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First National Battery helps power Dakar 2013

On Saturday, 5 January 2013, a number of international racing teams start their journeys in an attempt to cross the finish line first in the Dakar rally.
Spanning three South American countries, the Dakar is widely regarded as one of the most difficult rally races in the world. For the first time, the 2013 desert stages will take place in first few days of the rally. Racing through Peru and Argentina before finishing in Santiago, Chile, the participants will have to go the distance - more than 8,000 kilometres for a successful finish in the Dakar.

Dakar by numbers

A few figures to consider while watching this year's Dakar rally:

  • 53¬ - The number of nationalities represented in the 2013 Dakar, a new record since the rally's inception in 1978.
  • 40 - The number of quad bikes entered, another record.
  • 19 - The age of the rally's youngest competitor, Robert Van Pelt Jr., from the Netherlands who participated on a motorcycle.
  • 71 - The age of rally's oldest competitor, Francisco Claudio Regunaschi, from Argentina, who participated in a motor vehicle.
  • 1,700 - The total number of competitors expected to participate in this year's rally, including race and assistance teams.

Glyn Hall, director for Toyota Motorsports, believes that choosing the right parts for your vehicle will be the difference between finishing and not finishing at all. "There are few components that will not impact negatively on the performance of a vehicle if they fail, such as interior lighting. However, there are also more important components that could result in the end of the race if they fail. Such as the battery."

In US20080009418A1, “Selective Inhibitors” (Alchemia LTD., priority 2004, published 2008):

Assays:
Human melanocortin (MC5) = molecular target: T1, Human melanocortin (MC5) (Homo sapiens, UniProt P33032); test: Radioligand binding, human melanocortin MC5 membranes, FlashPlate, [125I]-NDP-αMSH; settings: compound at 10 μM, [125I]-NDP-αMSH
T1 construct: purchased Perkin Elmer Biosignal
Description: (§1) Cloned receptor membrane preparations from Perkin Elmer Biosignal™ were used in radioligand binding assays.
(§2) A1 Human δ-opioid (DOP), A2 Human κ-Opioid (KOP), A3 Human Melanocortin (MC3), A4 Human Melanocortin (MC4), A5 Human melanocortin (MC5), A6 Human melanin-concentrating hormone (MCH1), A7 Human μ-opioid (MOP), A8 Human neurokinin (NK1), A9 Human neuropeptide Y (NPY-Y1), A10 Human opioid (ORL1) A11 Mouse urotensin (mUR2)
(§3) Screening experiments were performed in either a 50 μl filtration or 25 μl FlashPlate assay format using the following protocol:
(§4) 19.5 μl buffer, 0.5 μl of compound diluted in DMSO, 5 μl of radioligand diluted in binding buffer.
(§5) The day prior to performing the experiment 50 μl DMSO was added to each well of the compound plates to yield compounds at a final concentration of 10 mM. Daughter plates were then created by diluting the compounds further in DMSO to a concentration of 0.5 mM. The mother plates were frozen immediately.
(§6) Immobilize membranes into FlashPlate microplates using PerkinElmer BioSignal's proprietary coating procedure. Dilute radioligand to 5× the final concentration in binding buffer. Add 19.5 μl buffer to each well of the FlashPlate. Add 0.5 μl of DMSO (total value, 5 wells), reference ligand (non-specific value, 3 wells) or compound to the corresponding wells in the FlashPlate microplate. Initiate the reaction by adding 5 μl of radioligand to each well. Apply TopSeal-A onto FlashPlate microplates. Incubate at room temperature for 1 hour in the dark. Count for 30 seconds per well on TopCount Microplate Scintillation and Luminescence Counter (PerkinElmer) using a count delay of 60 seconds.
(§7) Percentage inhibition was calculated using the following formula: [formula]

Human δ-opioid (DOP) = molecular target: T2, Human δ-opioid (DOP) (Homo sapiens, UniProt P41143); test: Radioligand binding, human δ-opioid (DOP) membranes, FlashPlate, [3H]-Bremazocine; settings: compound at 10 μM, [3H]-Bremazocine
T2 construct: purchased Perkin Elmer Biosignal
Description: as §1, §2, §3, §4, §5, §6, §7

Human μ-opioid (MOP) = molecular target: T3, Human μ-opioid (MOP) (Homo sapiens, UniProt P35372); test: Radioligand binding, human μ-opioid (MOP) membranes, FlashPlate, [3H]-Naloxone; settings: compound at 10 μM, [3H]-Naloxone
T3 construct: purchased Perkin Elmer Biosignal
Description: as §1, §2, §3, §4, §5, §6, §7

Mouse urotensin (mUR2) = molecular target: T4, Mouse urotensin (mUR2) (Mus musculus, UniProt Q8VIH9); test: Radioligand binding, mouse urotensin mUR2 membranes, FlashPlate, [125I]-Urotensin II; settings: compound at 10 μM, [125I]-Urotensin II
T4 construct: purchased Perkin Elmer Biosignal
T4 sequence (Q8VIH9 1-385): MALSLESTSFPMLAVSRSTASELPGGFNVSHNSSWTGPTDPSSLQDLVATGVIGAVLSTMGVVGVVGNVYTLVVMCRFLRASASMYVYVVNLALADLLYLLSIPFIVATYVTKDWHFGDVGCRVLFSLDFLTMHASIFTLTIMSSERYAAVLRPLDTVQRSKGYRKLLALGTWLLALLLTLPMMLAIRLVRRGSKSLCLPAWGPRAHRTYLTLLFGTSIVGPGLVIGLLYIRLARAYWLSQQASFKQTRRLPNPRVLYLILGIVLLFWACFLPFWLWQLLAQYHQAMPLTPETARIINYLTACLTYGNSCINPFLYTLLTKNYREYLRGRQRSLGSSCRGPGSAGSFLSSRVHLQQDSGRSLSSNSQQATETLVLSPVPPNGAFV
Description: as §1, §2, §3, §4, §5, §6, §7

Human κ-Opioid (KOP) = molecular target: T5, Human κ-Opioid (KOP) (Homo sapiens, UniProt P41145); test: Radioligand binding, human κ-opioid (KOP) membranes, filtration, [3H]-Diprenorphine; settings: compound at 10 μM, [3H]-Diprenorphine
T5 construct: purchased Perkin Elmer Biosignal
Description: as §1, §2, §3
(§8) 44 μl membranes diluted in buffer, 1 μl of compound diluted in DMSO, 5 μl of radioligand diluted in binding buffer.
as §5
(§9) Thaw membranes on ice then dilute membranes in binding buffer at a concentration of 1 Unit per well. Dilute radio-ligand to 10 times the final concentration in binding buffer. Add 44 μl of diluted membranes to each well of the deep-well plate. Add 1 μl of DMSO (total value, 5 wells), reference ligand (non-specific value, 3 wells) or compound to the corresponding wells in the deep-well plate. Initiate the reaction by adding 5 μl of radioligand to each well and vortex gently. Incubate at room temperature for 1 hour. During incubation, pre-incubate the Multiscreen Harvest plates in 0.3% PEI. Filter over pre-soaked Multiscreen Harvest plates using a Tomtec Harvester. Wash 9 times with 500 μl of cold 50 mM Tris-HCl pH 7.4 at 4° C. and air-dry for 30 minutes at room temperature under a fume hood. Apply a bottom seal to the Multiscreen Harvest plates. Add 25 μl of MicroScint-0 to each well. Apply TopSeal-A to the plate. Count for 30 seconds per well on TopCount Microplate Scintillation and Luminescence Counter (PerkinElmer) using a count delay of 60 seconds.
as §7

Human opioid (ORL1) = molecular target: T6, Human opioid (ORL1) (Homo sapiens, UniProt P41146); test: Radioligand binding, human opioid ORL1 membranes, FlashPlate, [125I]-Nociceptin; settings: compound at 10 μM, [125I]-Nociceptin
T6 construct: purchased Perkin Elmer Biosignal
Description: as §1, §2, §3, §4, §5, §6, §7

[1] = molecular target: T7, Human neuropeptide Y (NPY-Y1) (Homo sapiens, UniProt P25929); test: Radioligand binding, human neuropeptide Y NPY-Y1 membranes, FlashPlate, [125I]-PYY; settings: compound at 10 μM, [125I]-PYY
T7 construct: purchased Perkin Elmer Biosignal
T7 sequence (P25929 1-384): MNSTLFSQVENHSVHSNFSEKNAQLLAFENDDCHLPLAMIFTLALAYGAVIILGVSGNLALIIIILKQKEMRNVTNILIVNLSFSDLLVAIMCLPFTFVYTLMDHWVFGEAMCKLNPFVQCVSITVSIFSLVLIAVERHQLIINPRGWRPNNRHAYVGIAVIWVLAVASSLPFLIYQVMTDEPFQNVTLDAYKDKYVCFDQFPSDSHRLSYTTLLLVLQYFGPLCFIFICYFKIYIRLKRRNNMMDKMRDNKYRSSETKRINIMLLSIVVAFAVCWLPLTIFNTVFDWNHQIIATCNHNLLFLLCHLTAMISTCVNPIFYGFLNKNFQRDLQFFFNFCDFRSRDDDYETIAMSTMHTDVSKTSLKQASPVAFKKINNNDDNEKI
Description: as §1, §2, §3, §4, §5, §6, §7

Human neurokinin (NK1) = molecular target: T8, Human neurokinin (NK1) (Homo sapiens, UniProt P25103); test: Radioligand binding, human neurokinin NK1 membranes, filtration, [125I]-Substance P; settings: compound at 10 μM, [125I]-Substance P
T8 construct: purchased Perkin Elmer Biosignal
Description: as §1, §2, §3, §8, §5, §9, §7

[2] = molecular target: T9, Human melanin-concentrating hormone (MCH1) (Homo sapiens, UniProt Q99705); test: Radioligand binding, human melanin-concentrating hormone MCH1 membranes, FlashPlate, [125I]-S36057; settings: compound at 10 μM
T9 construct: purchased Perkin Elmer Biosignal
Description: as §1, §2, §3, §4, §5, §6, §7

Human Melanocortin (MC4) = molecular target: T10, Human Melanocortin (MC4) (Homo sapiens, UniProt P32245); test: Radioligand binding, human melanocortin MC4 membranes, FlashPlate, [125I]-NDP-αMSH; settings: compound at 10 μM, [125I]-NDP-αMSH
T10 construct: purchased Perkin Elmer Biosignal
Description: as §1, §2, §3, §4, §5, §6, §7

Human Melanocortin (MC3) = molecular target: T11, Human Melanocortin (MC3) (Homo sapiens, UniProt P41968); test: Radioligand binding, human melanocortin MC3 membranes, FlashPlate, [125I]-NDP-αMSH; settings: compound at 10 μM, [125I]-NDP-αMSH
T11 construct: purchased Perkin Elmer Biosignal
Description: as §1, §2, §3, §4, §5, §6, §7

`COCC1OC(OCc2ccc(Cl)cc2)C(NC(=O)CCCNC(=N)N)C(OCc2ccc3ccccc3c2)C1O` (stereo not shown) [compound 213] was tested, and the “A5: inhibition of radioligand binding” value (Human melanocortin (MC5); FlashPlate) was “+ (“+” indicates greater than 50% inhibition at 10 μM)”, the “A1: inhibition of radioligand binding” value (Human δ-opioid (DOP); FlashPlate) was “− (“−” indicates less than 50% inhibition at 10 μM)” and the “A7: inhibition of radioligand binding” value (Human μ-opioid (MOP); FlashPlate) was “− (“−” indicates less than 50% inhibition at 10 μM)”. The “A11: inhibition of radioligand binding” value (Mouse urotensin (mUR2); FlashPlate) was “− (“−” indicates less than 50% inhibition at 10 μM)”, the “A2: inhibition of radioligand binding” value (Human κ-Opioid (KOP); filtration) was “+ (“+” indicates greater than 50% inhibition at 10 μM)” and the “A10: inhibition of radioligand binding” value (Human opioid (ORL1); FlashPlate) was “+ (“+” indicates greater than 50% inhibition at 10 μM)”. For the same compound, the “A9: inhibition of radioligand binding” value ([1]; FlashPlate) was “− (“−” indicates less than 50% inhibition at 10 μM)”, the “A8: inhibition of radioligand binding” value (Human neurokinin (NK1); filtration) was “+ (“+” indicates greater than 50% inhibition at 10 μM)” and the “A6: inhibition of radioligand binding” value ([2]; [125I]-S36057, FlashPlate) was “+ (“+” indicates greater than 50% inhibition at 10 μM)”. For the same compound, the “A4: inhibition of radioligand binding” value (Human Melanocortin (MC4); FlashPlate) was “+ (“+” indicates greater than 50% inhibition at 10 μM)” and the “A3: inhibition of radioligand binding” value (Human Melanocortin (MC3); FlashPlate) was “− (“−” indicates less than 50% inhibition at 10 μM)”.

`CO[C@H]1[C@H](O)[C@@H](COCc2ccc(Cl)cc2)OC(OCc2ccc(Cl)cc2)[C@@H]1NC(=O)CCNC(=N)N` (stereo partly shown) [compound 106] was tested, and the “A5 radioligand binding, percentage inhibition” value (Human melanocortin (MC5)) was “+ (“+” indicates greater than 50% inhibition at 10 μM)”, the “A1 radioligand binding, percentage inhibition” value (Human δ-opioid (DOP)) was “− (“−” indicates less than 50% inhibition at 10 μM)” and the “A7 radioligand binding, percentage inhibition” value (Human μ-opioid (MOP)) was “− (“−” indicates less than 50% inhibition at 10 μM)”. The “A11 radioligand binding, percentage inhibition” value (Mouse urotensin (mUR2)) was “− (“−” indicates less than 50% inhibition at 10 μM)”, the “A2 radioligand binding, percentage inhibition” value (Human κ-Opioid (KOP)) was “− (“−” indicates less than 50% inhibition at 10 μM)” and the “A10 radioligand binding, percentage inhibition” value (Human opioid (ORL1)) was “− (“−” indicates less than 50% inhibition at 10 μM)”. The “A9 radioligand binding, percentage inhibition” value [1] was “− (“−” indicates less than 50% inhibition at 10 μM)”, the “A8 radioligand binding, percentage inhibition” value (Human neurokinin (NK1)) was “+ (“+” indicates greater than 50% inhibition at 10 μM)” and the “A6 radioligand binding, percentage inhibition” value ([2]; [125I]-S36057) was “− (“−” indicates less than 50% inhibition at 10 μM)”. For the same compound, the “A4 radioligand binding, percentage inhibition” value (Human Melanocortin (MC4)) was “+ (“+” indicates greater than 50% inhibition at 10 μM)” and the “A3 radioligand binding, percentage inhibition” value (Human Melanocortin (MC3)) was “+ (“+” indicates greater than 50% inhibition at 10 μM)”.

In their preparation for Dakar 2013, Hall and his team set out to find the right components to take the team further than they have gone before. "As we get closer and closer to the big day we need to make sure that everything is firing on all cylinders," said Hall.

Proudly South African parts

The team wanted a proudly South African battery for their vehicles, and last July began testing the Raylite Ultimate AGM battery from First National Battery. The result? The robust reliability and durability of the battery impressed the team so much, that it has become their first choice for their Dakar quest.

Why AGM technology for the Dakar?

The rugged off-road terrain of deserts and mountain passes requires a battery that will not puncture or be easily damaged as a result of enduring vibration. The AGM front-of-wave technology immobilises the acid in the battery making it spill proof should the casing become punctured. The tightly compressed internal construction has also made the battery vibration resistant. Potholes and rough terrain are easy work for the AGM as it is less likely to damage the plates.

Professional battery power for non-professionals

Team Toyota takes selecting and using a battery seriously and they only select the best. Even though you may not be entering the Dakar Rally, the Raylite Ultimate battery with leading AGM technology is still a perfect choice for regular motor vehicles-especially newer models that have stop-start functionality and diesel engines with high compression ratios. The reason: The battery gives a lot of starting current. The AGM technology - available in 70, 80 and 92 Ah - is especially suitable for deep cycle applications-designed to withstand ongoing discharging and recharging and offers up to 3 times the deep cycle life of a conventional (flooded) battery. Like all FNB batteries, the AGM is 99% recyclable and has a nationwide guarantee.